One Night Stand with the Big Bands

With Arnold Dean

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Each title below will take you to an information page containing pictures and facts of one or two subjects.

From there you can access the programs themselves.

Note: The dates listed, to the best of our knowledge, are the original
air dates for the programs. When you listen to the shows, you might
hear a different date.
We believe that is because some of them
were repeated, and we have the recording of the repeat broadcast.

(Program notes below by Dick Bertel)

If you have problems with or questions about any of the programs, please contact the webmaster.

Glenn Miller Tribute - December 15 1969
Interviews with big band historian George Simon, Glenn Miller saxophonist Stanley Aronson and bandleader Tex Beneke chronicle Glenn Miller’s career 25 years after his death. (No number assigned to this show, since it predated the regular series.)

1. Harry James - November 1, 1970

The Music Maker shares his recollections of the big band era, from the 1938 Carnegie Hall Jazz Concert with Benny Goodman to his own countless successes in the 1940s and beyond.

2. Ray Coniff - February 9, 1971
Ray recalls his early days in Boston playing trombone with the Society Bands, including Dan Murphy’s Musical Skippers, performing in New York with Bunny Berrigan, Artie Shaw, and Bob Crosby and his eventual glory years at Columbia records.

3. Artie Shaw - Part One - April 1971
When most youngsters are playing basketball in the backyard Artie Shaw was already playing saxophone with Johnny Cavallero and his orchestra in his home town of New Haven.  There he met Charlie Spivak, Tony Pastor and Rudy Vallee before taking up the clarinet and heading for Florida at the age of 16.  The program follows his career through the formation of his first band in the mid-1930’s.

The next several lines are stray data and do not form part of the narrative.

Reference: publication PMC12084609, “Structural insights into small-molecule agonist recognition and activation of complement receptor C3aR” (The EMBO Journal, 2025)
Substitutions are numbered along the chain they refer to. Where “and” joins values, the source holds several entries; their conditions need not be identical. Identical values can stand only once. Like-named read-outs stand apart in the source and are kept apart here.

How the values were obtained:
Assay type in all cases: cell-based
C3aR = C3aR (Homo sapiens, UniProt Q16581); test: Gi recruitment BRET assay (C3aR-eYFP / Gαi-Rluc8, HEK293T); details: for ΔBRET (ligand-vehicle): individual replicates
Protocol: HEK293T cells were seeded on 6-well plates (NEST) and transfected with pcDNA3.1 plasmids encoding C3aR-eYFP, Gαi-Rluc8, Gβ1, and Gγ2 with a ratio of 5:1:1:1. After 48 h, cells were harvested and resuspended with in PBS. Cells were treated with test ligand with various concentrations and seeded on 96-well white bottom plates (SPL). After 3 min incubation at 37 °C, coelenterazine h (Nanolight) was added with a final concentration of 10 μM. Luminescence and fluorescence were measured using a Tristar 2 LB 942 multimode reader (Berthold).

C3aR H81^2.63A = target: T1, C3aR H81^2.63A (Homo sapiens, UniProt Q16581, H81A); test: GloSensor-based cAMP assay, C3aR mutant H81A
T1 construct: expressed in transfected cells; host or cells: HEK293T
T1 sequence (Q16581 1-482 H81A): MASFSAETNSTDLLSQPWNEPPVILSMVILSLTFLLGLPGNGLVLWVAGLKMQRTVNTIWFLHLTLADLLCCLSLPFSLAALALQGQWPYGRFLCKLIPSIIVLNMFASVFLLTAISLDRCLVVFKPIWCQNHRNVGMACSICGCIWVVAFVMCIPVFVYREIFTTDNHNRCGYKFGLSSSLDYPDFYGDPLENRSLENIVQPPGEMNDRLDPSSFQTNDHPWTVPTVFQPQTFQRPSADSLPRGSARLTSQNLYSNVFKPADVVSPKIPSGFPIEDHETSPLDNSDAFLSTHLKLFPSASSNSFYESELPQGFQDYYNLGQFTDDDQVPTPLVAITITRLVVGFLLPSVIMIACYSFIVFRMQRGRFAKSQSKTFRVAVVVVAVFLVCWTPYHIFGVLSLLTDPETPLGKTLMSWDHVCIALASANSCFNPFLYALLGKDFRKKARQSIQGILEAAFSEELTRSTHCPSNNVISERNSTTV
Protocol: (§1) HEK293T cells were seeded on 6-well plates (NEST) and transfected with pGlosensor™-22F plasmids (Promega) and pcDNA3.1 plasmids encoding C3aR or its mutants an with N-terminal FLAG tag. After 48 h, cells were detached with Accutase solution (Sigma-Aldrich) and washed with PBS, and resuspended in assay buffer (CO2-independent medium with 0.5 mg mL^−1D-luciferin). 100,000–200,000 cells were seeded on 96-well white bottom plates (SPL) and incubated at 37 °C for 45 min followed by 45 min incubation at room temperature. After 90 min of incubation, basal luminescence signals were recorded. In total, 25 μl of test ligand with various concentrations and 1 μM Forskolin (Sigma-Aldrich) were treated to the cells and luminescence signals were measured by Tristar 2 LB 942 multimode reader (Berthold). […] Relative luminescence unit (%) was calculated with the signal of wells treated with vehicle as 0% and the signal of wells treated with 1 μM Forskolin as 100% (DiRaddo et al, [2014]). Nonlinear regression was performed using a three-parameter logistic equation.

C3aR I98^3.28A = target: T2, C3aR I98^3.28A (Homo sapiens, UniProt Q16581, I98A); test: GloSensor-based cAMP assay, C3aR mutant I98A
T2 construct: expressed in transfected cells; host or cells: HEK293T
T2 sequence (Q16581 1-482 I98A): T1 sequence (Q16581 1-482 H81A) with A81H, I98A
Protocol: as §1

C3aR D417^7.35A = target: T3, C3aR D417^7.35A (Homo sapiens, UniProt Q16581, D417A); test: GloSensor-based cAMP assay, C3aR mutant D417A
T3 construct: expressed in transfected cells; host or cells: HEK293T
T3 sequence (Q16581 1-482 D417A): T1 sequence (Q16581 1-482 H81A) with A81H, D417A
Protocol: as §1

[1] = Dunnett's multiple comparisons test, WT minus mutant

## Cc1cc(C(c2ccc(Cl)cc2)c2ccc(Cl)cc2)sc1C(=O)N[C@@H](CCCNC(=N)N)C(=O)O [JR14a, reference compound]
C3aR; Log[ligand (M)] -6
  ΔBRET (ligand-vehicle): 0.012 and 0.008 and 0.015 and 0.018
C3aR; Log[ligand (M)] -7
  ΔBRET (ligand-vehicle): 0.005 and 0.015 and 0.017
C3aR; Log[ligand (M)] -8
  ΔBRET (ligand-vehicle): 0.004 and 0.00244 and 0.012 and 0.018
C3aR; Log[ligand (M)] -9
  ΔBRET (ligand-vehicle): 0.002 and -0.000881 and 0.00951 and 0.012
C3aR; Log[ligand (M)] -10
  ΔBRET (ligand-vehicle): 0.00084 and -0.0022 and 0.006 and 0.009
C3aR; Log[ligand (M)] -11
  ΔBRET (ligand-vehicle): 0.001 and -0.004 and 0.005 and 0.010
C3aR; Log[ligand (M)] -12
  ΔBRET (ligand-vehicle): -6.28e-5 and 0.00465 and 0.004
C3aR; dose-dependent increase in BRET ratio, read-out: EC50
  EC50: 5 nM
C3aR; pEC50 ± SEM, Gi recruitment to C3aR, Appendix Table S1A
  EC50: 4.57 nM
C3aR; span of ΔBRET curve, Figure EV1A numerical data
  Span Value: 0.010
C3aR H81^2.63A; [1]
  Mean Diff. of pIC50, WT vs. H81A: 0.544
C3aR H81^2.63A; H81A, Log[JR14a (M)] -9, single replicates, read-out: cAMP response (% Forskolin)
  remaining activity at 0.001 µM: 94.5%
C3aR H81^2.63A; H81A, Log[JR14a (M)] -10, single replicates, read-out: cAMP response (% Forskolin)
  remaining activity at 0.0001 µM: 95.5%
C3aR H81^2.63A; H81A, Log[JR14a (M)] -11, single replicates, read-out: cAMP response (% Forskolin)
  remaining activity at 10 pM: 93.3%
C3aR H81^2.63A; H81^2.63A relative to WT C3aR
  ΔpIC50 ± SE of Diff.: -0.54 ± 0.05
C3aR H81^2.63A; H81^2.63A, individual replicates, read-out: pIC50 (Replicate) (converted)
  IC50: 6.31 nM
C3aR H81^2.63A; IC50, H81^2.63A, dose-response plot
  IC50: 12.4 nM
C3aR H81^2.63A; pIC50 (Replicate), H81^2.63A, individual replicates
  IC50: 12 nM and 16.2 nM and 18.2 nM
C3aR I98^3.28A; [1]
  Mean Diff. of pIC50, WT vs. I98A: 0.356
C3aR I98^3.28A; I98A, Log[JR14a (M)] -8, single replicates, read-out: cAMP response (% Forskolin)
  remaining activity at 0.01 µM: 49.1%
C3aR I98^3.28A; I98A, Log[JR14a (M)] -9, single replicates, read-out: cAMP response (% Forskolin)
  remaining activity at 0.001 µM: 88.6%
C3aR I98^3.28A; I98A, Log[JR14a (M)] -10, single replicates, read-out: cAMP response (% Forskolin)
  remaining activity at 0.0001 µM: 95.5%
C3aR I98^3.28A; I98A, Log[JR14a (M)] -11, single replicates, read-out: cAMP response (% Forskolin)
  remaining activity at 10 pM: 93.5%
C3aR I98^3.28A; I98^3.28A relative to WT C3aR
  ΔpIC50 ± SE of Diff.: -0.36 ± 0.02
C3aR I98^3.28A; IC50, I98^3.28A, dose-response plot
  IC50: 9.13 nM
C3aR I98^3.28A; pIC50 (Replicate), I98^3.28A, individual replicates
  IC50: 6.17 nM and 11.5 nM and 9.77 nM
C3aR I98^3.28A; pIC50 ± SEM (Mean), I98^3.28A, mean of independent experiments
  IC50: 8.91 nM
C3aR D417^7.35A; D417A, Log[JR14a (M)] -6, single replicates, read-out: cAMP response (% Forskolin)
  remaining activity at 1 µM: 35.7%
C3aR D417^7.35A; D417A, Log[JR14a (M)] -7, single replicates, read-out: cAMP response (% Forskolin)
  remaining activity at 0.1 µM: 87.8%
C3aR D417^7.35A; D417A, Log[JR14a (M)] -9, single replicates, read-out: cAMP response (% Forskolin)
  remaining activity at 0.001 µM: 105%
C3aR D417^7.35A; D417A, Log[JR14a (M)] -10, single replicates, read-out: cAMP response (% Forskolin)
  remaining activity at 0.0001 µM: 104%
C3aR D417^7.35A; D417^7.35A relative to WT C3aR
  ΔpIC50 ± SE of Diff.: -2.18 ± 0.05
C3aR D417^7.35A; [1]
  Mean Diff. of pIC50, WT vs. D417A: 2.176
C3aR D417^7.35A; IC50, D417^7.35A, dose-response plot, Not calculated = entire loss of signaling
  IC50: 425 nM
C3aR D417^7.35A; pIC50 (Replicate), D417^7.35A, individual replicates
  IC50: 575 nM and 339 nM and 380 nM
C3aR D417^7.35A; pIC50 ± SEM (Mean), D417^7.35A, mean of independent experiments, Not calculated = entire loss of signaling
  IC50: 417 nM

4. Artie Shaw - Part Two - May 1971
Artie continues the story, starting with his Brunswick recordings, and then, after quitting the label, finding the sound he was looking for and signing with Bluebird for the series of hits that would make the band famous.  He recalls hiring Billie Holliday, the importance of radio remotes, and finally his great Navy band with Claude Thornhill, Sam Donahue and Conrad Gozzo.

5. Duke Ellington - June 3, 1971
Duke reminisces about his attempts to emulate Fletcher Henderson and Leroy Smith at the start of his career, and shares his emotions regarding the death of Johnny Hodges a year earlier. He recalls the various names he used to record under for different labels, including the “Harlem Hot Chocolates” for “Hit of the Week”.  Finally, he discusses his band of today (1971).

6. Bob Eberly - July 5, 1971
Frank Sinatra called Bob Eberly “the greatest big band singer of them all.”  Bob recalls winning a Fred Allen Amateur contest which led to his joining the Dorsey Brothers band as featured vocalist in 1935.   He speaks with great warmth of Jimmy Dorsey and recalls when Helen O’Connell joined the band and the hits that followed.

7. Stan Kenton - August 1971